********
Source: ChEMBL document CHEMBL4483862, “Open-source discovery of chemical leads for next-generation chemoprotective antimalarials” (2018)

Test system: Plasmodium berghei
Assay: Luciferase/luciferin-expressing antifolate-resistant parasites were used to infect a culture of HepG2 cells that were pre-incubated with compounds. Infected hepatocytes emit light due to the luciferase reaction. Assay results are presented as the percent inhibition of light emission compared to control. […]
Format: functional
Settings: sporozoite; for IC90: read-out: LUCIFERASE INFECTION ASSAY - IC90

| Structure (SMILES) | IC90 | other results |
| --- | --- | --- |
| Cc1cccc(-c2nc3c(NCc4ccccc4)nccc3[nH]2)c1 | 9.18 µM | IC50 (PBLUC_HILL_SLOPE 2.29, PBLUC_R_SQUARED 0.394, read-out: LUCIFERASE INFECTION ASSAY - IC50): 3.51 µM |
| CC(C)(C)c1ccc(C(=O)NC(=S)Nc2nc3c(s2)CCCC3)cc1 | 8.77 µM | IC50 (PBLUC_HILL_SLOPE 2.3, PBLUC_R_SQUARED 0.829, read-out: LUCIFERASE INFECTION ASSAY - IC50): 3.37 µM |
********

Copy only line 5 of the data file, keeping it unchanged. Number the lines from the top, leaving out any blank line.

Settings: sporozoite; for IC90: read-out: LUCIFERASE INFECTION ASSAY - IC90